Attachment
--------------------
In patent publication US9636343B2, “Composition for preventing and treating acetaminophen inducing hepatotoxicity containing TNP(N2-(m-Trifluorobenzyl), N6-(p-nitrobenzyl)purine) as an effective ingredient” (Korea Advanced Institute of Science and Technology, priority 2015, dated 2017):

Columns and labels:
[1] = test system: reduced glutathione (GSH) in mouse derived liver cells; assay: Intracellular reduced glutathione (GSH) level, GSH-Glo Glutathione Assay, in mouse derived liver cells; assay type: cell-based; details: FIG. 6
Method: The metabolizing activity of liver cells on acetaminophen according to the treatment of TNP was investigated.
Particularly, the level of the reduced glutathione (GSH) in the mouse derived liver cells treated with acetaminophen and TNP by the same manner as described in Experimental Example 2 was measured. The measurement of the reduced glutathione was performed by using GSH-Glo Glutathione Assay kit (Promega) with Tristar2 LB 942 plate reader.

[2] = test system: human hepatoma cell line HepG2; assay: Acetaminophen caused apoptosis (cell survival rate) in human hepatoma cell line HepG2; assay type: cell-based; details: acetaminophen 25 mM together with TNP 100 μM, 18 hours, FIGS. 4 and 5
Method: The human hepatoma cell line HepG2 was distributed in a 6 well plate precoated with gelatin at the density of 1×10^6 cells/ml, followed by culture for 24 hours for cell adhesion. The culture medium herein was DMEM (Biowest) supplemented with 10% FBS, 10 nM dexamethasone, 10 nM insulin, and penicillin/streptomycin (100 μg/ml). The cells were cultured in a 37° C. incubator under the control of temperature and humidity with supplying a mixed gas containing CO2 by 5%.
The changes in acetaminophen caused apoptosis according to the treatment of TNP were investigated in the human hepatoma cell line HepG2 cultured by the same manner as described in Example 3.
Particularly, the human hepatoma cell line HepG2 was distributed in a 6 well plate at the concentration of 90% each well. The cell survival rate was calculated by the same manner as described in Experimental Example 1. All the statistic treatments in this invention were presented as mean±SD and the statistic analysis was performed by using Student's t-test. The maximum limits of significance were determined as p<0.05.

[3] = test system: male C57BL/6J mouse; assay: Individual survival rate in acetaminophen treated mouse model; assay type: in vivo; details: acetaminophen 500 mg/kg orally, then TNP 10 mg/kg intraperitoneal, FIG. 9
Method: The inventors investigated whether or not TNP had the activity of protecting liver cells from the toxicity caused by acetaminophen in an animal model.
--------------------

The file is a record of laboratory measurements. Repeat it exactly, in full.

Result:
In patent publication US9636343B2, “Composition for preventing and treating acetaminophen inducing hepatotoxicity containing TNP(N2-(m-Trifluorobenzyl), N6-(p-nitrobenzyl)purine) as an effective ingredient” (Korea Advanced Institute of Science and Technology, priority 2015, dated 2017):

Columns and labels:
[1] = test system: reduced glutathione (GSH) in mouse derived liver cells; assay: Intracellular reduced glutathione (GSH) level, GSH-Glo Glutathione Assay, in mouse derived liver cells; assay type: cell-based; details: FIG. 6
Method: The metabolizing activity of liver cells on acetaminophen according to the treatment of TNP was investigated.
Particularly, the level of the reduced glutathione (GSH) in the mouse derived liver cells treated with acetaminophen and TNP by the same manner as described in Experimental Example 2 was measured. The measurement of the reduced glutathione was performed by using GSH-Glo Glutathione Assay kit (Promega) with Tristar2 LB 942 plate reader.

[2] = test system: human hepatoma cell line HepG2; assay: Acetaminophen caused apoptosis (cell survival rate) in human hepatoma cell line HepG2; assay type: cell-based; details: acetaminophen 25 mM together with TNP 100 μM, 18 hours, FIGS. 4 and 5
Method: The human hepatoma cell line HepG2 was distributed in a 6 well plate precoated with gelatin at the density of 1×10^6 cells/ml, followed by culture for 24 hours for cell adhesion. The culture medium herein was DMEM (Biowest) supplemented with 10% FBS, 10 nM dexamethasone, 10 nM insulin, and penicillin/streptomycin (100 μg/ml). The cells were cultured in a 37° C. incubator under the control of temperature and humidity with supplying a mixed gas containing CO2 by 5%.
The changes in acetaminophen caused apoptosis according to the treatment of TNP were investigated in the human hepatoma cell line HepG2 cultured by the same manner as described in Example 3.
Particularly, the human hepatoma cell line HepG2 was distributed in a 6 well plate at the concentration of 90% each well. The cell survival rate was calculated by the same manner as described in Experimental Example 1. All the statistic treatments in this invention were presented as mean±SD and the statistic analysis was performed by using Student's t-test. The maximum limits of significance were determined as p<0.05.

[3] = test system: male C57BL/6J mouse; assay: Individual survival rate in acetaminophen treated mouse model; assay type: in vivo; details: acetaminophen 500 mg/kg orally, then TNP 10 mg/kg intraperitoneal, FIG. 9
Method: The inventors investigated whether or not TNP had the activity of protecting liver cells from the toxicity caused by acetaminophen in an animal model.